Concepts never get activated alone. An active concept always calls up its associations, or connotations. I have written a little about connotation explosions, in the Elisa Effect, or in the ultimatum game. These explosions come from the psychological mechanism of activation spreading: active symbols spread activation to their neighboring nodes.
Think about a computer summing up some number to "2". Now consider this fragment from Goedel, Escher, Bach (p. 677-678):
"a machine that can pass the Turing test may well add as slowly as you or I do, and for similar reasons. It will represent the number 2 not just by the two bits "10", but as a full-fledged concept the way we do, replete with associations such as its homonyms 'too' and 'to', to the words "couple" and "deuce", a host of mental images such as dots on dominos, the shape of the numeral '2', the notions of alternations, evenness, oddness, and on and on... with all this extra baggage to carry around, an intelligent program will become quite slothful in its adding."I can still remember reading this, around 10 years ago, in a restaurant in SJC, before going to the space research institute for a PhD seminar or something. I remember so vividly thinking about how genius this idea was, and how far from current technology it was (or seemed to be given the mainstream scientific journals; it would take me some months to find out that Doug's team was already working on it. In fact, that they had already developed Numbo, with some of this functionality.) It may not seem a grand idea, but to me it felt like such an enormously radical departure from what was going on in the mainstream.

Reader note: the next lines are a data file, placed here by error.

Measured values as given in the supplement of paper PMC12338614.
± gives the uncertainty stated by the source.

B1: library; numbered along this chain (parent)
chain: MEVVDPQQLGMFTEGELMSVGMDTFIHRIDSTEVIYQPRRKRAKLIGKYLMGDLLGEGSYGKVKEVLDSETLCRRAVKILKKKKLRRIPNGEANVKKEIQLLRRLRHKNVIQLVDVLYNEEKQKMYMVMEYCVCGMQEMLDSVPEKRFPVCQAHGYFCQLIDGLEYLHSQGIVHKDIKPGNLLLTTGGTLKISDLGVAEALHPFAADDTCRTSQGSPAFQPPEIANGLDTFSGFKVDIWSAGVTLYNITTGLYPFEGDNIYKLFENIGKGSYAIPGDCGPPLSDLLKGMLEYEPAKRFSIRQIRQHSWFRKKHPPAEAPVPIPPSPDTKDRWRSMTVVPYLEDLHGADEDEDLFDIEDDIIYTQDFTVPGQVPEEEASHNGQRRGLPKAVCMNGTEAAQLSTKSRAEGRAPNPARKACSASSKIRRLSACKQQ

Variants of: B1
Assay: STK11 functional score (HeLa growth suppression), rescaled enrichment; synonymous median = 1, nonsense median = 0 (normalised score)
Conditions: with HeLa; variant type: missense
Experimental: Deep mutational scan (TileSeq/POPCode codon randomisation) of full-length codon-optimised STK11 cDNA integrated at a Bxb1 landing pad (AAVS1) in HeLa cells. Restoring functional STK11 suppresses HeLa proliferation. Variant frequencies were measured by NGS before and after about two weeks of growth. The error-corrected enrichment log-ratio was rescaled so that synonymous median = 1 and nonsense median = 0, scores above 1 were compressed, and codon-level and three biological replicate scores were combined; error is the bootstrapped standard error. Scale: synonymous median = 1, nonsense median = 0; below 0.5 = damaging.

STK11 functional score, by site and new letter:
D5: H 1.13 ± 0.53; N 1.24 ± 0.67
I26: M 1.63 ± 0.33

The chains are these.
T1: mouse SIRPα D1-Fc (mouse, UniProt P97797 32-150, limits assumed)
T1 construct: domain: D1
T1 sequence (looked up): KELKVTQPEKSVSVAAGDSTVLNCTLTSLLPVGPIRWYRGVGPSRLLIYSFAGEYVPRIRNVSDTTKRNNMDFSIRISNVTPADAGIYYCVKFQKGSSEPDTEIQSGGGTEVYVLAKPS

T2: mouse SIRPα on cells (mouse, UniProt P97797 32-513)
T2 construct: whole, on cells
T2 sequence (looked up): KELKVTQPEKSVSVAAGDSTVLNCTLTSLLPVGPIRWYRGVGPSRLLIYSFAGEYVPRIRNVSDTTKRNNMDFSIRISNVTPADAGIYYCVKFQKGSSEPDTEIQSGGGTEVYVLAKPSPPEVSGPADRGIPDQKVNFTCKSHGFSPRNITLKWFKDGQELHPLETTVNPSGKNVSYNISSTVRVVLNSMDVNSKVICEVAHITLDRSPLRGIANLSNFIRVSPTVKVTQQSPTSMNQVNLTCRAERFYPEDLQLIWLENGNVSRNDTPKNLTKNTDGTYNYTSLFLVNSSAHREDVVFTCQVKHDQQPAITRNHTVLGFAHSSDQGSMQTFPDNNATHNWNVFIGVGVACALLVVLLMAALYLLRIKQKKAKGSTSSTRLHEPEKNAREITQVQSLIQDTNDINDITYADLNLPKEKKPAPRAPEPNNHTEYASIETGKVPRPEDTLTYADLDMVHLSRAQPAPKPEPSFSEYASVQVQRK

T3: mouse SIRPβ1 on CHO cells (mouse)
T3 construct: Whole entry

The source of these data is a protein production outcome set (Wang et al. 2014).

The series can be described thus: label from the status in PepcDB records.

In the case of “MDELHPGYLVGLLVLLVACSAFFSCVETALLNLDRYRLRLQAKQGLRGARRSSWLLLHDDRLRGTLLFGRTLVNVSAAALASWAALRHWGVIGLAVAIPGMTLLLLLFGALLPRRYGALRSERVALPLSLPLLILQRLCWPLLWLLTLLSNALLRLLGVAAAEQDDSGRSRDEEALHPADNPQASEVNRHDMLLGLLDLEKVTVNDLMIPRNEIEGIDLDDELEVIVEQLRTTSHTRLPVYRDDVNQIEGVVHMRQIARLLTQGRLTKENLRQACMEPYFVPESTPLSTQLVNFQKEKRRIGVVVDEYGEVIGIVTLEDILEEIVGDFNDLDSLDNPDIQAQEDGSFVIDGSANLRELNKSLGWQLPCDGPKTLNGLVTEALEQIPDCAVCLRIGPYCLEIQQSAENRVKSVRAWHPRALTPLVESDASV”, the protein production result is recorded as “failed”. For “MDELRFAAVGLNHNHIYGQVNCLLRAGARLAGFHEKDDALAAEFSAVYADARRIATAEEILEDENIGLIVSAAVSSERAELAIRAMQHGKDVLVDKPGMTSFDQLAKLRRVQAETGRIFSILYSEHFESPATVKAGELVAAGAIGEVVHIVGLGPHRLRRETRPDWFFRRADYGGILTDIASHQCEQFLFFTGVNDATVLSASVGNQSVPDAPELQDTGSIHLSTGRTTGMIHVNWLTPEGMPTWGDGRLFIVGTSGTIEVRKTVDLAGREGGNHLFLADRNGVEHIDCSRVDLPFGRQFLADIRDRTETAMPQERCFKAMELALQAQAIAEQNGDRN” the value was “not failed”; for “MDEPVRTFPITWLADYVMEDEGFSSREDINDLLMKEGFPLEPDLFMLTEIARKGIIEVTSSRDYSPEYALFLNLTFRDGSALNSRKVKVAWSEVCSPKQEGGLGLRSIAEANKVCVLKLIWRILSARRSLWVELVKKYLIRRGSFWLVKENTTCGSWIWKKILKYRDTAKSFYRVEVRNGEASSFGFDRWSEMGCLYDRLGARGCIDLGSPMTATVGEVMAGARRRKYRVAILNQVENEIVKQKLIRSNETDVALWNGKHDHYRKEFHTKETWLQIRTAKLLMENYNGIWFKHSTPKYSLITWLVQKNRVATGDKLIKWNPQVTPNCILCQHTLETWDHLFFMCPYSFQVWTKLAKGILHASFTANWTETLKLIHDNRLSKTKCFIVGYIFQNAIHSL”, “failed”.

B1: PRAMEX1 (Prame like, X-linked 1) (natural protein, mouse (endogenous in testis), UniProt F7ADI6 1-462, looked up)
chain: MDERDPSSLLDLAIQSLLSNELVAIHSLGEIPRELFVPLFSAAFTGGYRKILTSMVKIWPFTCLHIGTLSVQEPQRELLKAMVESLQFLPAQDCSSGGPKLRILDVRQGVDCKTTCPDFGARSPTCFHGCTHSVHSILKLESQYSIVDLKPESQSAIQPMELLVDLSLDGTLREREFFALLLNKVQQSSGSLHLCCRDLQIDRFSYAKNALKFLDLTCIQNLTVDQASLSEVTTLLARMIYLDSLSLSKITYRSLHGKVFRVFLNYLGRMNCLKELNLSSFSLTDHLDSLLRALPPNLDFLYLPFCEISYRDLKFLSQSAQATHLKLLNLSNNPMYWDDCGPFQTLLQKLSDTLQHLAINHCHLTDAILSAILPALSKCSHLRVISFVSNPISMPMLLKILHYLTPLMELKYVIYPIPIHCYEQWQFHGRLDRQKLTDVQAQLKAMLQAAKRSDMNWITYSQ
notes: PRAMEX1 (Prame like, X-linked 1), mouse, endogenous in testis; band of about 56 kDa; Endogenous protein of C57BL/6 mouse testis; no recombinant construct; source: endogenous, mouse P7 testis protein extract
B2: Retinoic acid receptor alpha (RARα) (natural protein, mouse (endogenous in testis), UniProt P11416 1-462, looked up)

So how should concepts spread activation? What should the classes look like? Here's a draft, which perhaps most FARG designs have used, in some form or other:
Tnode = class
Associations: Collection of Tnodes;
OTHER STUFF HERE;
Collection could be an array, a list, or anything else. I think that this seems a natural way to go, with a node having a spread_activation method going through associated nodes. If the collection is hardcoded in the source of the node, this design is faulty. If you (or the system) add a new node to the conceptual network, you have to change the code of all nodes that should spread activation to it. Why should these nodes care at all about a new node? If we'll be designing next-generation technology able to construct fluid concepts on the spot, it must have the flexibility to do it without any intervention. I'm about to suggest that the best design here, for many reasons, is to use the observer pattern.